A video clip spread on social media, which attracted millions of likes, that a small family of ducks was found in a garden behind the palace of Queen Margrethe II of Denmark.
And it appeared in the video that the ducks are being escorted by the Royal Guard in Denmark.
You do not see it everyday: a royal accompaniment took place for a family of ducks. pic.twitter.com/VNSXyEgLW9
– USA TODAY (@USATODAY) 21 May 2022
It is noteworthy that Queen Margaret II, or Aunt Daisy as she is known to her family, despite her royal education, and her studies of law, economics, politics and archeology, but the best thing she does is to dress herself to sew, to make her clothes hung between imagination and history, and loves drawing and decoration, in addition to her insistence on following performances Constant costumes, attending theater and ballet performances.
Born Margaret Alexandrine Ingrid on April 16, 1940, just a week after the Nazi invasion of Denmark in 1940, she was the first child of Crown Prince Frederick and Crown Princess Ingrid, followed by two sisters Princess Benedict, Princess Anne Marie, and later Queen Anne Marie of Greece.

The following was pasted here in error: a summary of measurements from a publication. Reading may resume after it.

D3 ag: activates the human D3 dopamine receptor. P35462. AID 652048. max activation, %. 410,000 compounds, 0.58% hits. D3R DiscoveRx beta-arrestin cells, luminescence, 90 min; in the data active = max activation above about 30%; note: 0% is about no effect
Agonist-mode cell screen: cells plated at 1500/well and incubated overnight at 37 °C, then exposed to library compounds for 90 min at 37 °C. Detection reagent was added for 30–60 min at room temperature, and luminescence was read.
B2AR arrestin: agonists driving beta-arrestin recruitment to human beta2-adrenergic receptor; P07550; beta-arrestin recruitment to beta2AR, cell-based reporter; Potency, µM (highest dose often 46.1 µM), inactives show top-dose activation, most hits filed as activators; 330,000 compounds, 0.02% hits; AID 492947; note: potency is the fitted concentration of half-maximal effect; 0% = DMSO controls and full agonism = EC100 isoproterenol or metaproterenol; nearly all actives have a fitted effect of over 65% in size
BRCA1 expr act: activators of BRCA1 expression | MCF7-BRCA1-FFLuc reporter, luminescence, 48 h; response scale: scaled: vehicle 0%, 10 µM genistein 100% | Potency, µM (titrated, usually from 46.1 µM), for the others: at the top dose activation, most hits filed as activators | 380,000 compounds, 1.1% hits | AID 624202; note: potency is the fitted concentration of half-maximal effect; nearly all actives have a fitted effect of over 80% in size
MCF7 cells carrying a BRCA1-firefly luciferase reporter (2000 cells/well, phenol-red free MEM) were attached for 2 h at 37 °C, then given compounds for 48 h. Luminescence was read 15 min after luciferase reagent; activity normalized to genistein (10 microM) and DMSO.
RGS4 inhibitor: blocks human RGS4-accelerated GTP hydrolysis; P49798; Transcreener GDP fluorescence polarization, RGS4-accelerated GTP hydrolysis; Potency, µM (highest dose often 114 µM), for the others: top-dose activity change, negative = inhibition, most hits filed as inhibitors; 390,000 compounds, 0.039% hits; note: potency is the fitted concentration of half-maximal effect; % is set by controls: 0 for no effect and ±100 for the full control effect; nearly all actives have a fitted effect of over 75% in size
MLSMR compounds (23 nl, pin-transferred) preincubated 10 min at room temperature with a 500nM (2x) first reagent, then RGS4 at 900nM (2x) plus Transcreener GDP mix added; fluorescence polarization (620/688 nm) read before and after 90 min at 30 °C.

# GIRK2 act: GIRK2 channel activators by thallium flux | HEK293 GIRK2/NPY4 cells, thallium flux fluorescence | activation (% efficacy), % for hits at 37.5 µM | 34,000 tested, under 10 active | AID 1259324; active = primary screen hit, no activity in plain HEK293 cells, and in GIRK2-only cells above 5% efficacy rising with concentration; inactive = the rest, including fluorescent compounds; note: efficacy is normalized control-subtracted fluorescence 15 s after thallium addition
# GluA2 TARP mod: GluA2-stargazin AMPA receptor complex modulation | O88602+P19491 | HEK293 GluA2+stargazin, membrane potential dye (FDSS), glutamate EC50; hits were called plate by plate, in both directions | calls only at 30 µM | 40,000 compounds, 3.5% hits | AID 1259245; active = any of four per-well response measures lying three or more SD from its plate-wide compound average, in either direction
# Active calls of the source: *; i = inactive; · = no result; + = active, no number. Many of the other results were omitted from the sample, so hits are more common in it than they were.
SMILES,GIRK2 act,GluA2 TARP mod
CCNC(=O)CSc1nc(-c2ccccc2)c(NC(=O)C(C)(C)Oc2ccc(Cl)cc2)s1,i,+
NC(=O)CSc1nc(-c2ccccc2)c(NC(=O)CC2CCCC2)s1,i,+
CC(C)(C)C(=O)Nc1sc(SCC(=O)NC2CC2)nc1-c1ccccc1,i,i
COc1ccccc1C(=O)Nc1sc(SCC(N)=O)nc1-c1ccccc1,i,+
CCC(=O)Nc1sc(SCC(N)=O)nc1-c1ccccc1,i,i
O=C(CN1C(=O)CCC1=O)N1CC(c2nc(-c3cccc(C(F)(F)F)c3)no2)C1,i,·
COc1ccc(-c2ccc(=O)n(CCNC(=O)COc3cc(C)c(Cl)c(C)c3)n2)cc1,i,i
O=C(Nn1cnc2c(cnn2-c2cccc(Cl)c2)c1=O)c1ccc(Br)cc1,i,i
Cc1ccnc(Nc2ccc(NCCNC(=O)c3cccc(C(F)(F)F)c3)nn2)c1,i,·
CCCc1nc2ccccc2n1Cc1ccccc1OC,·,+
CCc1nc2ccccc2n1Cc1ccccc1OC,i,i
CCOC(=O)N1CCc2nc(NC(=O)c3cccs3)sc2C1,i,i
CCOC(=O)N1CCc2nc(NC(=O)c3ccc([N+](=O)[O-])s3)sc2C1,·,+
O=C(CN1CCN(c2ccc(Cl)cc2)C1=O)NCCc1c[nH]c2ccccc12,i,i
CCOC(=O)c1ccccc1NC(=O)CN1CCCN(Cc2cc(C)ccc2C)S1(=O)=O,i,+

At the time of her birth, a woman was prevented from succeeding on the throne, and her uncle, Prince Knud, was expected to succeed her father. With his accession in 1947, however, King Frederick IX advocated the amendment of the succession laws, and it took two parliaments to pass the law and referendum, but the king’s popularity His family accepted the proposal, and in 1953 Princess Margaret became her father’s default heir.
On her 18th birthday in 1958, Princess Margerie was given a seat on the Council of State, trained at a school in Copenhagen, and graduated in 1959 and studied at several universities in the 1960s, including Greyton College, Cambridge, where she studied prehistoric archeology. . Aarhus University, where I studied political science; The Sorbonne and the London School of Economics.
As a young princess she traveled the world to expand her knowledge of archeology, and she was inspired by her maternal grandfather, King Gustav VI Adolf of Sweden, with whom she traveled to Egypt and visited the temple of Abu Simbel where her grandfather was a joint patron of the Scandinavian mission to preserve the temples.
As her age tours grew and became more social, she visited the United States with the princesses of Sweden and Norway, and while studying at the London School of Economics, she met her future husband during a party during the spring of 1965, where Princess Margaret met a young French diplomat who worked as a secretary at the French embassy, Henri de Monpezat.
She later spoke of this encounter: “Apart from the fact that I found him very attractive, I did not really notice Henri de Monpezat. He was just a guy I met occasionally, and actually I think he was the one who noticed. I, not the other way around. “